Shubenacadie Sam may, or may not, see his shadow on Sunday. In either case I am willing to bet we will have another six weeks of winter.
After suffering through two months of cold weather and bad driving I would welcome an early spring as much as anyone. However, while our groundhogs may not be overly accurate as meteorologists, they do exhibit some interesting behaviours which enable them to survive our winters. Groundhogs, along with bats, are the only true hibernators we have in Nova Scotia. While black bears undergo a type of hibernation it differs from the real thing.
True hibernators reduce their metabolic rate, body temperature and heart rate to enable them to survive very long periods of cold weather, surviving only on the food reserves they stored as fat in the fall. Bears, on the other hand, maintain a fairly high body temperature and may wake up during the winter during periods of mild weather.
Hibernation is one type of behavior animals have evolved to deal with periods of low food availability. Many animals migrate to areas where food is more abundant. Birds are a perfect example.
Others adapt to live in an environment of snow and ice. Snowshoe hares change colour and ruffed grouse grow pectinations or little fleshy growths on their feet in late fall which serve as snowshoes to allow them to walk on the snow. Other animals, such as squirrels, remain active during the winter, but store caches of food in the fall to help them make it through until spring.
Hibernators are the masters of dealing with a harsh environment and groundhogs go through some pretty complicated physiological changes during this process.
I think everyone is familiar with our groundhog, also known as woodchucks. They are found throughout mainland Nova Scotia and can be found along the edges of fields where they feed on grass and shrubs. Late in the fall groundhogs go on a major feeding spree which allows them to build up a thick layer of fat.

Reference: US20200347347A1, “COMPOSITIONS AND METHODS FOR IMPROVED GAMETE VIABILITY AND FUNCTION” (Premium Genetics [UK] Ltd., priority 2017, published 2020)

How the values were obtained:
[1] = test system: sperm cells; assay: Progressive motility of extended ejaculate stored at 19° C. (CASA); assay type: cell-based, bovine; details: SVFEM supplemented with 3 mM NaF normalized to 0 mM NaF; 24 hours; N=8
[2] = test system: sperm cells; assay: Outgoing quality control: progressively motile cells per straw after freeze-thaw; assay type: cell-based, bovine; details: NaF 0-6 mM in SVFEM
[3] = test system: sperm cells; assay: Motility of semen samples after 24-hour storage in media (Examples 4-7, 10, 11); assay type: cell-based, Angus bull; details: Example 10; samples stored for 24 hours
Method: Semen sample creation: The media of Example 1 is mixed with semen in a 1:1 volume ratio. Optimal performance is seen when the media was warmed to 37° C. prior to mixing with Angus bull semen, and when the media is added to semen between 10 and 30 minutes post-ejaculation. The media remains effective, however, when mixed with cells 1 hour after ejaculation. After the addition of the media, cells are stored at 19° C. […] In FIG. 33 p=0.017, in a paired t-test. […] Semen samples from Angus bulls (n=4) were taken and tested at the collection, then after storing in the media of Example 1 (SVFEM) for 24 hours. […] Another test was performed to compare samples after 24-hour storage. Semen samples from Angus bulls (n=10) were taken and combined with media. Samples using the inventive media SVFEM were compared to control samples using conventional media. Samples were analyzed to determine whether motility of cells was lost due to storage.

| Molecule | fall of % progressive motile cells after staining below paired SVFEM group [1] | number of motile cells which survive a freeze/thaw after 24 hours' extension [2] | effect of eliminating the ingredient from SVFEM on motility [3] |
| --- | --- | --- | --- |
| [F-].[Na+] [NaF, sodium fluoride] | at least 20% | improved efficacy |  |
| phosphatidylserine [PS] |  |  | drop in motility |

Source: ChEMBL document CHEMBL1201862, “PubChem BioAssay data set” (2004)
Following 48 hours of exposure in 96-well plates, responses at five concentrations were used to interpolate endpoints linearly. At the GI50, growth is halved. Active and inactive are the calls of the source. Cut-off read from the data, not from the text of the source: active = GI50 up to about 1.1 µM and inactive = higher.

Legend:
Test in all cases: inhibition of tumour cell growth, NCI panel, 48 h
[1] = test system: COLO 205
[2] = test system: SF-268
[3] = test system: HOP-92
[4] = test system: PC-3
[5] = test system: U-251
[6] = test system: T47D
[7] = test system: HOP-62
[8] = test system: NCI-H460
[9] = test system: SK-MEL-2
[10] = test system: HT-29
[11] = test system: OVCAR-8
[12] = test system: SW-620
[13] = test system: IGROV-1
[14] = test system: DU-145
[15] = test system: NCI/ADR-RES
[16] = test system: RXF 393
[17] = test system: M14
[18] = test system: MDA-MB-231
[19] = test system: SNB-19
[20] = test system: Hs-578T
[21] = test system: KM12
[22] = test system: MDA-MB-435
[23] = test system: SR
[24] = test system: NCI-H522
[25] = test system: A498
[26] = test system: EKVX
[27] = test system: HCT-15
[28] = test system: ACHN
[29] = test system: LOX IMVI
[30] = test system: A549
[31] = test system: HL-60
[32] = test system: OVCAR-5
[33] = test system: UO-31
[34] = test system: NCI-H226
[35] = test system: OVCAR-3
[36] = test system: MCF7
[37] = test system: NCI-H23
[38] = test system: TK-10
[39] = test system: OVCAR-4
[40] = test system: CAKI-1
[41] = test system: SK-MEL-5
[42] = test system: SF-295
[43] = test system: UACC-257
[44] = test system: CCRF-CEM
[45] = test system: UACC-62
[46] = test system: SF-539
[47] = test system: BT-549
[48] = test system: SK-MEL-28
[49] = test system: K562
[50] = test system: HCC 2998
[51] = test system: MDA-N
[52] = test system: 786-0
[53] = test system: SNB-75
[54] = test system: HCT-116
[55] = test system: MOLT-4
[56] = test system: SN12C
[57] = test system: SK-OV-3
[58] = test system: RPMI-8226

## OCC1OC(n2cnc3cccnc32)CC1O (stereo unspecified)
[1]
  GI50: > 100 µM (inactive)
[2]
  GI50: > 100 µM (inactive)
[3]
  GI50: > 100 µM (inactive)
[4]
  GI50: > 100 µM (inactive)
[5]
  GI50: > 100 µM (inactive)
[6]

Late in the fall they will seal themselves in their burrows to wait out winter. Over a period of time their body temperature will drop from a high of 37 degrees to a low of 3 degrees during the coldest days of winter. During hibernation their heart rate will also drop from a high of 80 beats a minute when actively feeding in the summer to five beats per minute. This low level of activity allows the groundhogs to exist on their fat reserves until they emerge in the spring. Even with a healthy fat buildup going into the winter groundhogs may lose up to a third of their body weight.
When they emerge in the spring groundhogs are hungry, and busy. They will actively feed on plants and twigs as they wait for the grass to green up. They also have to start a family. Mating takes place in April and the young are born in May, to begin the cycle once again. Considering how busy he’ll be when he wakes up, Shubenacadie Sam may decide to sleep in for a few more weeks.
Don MacLean is an outdoor writer and biologist who lives in Pictou County.
©2014 Don MacLean